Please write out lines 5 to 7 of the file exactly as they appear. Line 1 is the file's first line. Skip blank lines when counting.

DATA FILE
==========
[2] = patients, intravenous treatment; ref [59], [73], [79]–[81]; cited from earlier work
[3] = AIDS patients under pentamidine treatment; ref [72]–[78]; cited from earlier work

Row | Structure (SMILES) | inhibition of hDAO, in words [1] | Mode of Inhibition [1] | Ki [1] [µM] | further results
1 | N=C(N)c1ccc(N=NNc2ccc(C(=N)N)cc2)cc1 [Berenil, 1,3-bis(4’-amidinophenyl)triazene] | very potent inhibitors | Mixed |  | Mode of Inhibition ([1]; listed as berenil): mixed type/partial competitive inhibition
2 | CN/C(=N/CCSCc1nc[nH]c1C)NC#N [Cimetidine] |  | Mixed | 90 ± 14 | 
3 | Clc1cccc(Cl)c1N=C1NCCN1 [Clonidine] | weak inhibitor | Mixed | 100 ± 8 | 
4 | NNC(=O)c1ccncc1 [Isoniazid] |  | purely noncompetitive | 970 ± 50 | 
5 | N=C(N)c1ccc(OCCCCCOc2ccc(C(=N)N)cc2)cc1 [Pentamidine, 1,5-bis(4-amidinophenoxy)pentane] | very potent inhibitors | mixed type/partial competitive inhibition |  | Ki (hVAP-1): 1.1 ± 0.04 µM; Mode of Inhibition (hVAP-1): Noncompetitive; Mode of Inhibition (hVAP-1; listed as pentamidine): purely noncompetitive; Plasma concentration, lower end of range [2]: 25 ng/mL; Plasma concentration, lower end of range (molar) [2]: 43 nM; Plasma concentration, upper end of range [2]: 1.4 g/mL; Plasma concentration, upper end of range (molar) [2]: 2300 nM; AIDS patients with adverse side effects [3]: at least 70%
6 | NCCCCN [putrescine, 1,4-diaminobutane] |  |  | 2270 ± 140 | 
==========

2 | CN/C(=N/CCSCc1nc[nH]c1C)NC#N [Cimetidine] |  | Mixed | 90 ± 14 | 
3 | Clc1cccc(Cl)c1N=C1NCCN1 [Clonidine] | weak inhibitor | Mixed | 100 ± 8 | 
4 | NNC(=O)c1ccncc1 [Isoniazid] |  | purely noncompetitive | 970 ± 50 | 